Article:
Twilight said...

RJ Adams ~~~ LOL! Awwww. - Poor wee lad! That would definitely put a person off vampires for life. ;-)

Could it simply be that we are (in the words of Danny Glover in "Die Hard"

"Too old for this shit!"

Me moreso than you, in fact.

Wisewebwoman said...

I'm with you, T, even tho grandgirl goes apres*** on this stuff, the whole blood thing leaves me queasy, werewolves are too nasty, I just have a lot of trouble with the Jekyll and Hyde thing, always have, I can only suspend disbelief for so long.
I hear "women of a certain age" are totally into the vampire thing, finding it very sensual.
Maybe we're missing out?
I'll stay out. Deal?


Twilight said...

WWW ~~~ Deal!!! Women of "a certain age" - really? I'd assumed this was one for the young and young-ish, the relatively inexperienced. Not so, then.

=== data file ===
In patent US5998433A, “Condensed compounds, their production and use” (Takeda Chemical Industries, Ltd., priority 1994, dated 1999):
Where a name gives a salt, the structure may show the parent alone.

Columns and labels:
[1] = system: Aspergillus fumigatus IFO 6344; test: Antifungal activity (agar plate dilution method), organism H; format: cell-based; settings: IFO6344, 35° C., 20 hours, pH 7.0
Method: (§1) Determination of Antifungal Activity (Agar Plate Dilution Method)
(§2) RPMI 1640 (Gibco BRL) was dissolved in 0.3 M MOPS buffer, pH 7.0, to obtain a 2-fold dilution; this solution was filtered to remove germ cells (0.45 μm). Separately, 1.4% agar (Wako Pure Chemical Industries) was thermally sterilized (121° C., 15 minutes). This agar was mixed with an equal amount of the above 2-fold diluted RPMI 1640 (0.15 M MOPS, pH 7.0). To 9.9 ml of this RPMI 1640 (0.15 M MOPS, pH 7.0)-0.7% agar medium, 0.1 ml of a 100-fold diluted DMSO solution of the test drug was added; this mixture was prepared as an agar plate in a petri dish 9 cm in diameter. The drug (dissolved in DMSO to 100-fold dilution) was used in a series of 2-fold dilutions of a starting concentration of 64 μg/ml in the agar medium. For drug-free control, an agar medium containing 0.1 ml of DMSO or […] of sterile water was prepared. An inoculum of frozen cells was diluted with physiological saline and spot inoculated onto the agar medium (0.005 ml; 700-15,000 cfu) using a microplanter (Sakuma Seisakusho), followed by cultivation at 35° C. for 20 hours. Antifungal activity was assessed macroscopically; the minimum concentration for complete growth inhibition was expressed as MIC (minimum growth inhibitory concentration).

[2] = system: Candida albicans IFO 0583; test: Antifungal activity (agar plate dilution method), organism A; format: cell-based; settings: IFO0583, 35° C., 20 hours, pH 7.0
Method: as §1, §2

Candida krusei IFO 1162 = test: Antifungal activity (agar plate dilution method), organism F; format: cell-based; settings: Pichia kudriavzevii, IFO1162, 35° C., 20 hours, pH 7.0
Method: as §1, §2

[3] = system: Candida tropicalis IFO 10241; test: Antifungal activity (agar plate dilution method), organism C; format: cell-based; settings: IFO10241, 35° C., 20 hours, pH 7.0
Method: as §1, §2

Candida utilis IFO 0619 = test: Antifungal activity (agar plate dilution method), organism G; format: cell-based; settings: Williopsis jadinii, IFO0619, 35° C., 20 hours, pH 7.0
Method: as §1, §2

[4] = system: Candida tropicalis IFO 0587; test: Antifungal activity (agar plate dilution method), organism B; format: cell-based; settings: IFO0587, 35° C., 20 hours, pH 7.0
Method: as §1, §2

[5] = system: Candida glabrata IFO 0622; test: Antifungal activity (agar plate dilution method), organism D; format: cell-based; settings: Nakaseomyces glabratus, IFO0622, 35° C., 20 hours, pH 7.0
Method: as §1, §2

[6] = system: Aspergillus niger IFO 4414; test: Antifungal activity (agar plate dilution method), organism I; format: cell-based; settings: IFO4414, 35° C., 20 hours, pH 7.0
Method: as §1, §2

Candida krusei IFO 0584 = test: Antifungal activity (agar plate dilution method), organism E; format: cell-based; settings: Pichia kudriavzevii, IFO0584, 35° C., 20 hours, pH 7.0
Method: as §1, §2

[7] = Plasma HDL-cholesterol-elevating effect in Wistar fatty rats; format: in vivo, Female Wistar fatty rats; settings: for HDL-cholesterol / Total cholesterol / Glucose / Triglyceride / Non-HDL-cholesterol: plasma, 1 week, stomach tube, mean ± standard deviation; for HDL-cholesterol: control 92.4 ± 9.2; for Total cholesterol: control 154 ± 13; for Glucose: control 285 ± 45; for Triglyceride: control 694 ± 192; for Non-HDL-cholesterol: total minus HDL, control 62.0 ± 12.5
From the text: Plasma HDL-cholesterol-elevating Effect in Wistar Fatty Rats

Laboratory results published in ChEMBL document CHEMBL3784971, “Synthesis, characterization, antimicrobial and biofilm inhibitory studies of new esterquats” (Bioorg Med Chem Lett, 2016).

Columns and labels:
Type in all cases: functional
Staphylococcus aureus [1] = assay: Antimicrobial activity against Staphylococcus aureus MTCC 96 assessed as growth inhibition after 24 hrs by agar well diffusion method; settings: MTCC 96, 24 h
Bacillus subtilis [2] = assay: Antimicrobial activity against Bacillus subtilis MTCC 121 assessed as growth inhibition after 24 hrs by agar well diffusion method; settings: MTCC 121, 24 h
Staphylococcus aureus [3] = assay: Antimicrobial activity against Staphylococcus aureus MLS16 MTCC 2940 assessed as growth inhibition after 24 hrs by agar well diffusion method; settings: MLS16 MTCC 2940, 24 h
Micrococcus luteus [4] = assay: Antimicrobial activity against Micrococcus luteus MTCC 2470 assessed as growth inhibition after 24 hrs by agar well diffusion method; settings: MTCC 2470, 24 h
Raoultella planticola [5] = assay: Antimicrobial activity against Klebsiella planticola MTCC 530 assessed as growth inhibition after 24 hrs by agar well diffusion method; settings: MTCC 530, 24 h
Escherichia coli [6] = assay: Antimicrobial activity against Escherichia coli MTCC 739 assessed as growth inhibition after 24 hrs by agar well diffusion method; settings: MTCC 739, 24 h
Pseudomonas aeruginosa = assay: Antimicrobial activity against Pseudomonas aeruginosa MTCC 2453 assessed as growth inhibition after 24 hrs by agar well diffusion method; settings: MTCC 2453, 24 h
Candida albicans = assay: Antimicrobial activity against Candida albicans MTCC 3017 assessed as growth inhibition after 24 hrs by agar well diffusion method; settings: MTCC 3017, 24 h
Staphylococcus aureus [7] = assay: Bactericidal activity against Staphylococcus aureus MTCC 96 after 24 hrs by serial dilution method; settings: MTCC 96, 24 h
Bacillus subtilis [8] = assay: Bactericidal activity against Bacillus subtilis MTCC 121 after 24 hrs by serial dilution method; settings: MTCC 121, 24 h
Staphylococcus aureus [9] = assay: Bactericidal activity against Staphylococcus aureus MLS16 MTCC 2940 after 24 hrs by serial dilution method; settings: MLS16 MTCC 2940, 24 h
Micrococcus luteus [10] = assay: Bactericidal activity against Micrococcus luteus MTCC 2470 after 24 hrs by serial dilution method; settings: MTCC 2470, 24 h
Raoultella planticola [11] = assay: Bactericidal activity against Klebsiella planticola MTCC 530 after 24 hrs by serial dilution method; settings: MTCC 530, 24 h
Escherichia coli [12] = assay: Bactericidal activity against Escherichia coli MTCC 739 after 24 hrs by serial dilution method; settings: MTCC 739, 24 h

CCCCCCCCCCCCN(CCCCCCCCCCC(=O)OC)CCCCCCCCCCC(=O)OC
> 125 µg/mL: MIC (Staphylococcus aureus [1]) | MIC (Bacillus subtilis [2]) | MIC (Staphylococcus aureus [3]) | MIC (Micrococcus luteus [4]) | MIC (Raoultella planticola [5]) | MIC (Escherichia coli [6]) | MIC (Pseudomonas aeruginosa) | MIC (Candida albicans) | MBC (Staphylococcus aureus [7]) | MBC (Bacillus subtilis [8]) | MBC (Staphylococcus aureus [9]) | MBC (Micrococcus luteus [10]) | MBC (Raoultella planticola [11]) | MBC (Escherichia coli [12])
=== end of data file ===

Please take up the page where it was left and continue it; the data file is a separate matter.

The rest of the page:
I wonder what phycologists have to say about this - or expert astrologers? It'd be an interesting study.

Twilight said...

psycologists.....but then again phycologists might have more insight. ;-)

Twilight said...

Ahw well - note to me - do noT try to type long words of more than 4 letters before breakfast!
Repeat 20 times: PSYCHOLOGISTS.....

anthonynorth said...

I think the main ingredients of the vampire are the instinctual beast within the human, coupled with sensuality. In this respect the vampire represents our deep desires. This doesn't always come out in the vampire fiction at the popular end of the scale, but there is always a mass of literature of a deeper meaning.

Twilight said...

anthonynorth ~~ Oh really?
This is an example of an original theme being mangled over time to be more appealing then?

It still makes little sense to me though. I can see plenty sensuality in the less bestial human condition, and my deep desires need no vampiric beckonings. ;-)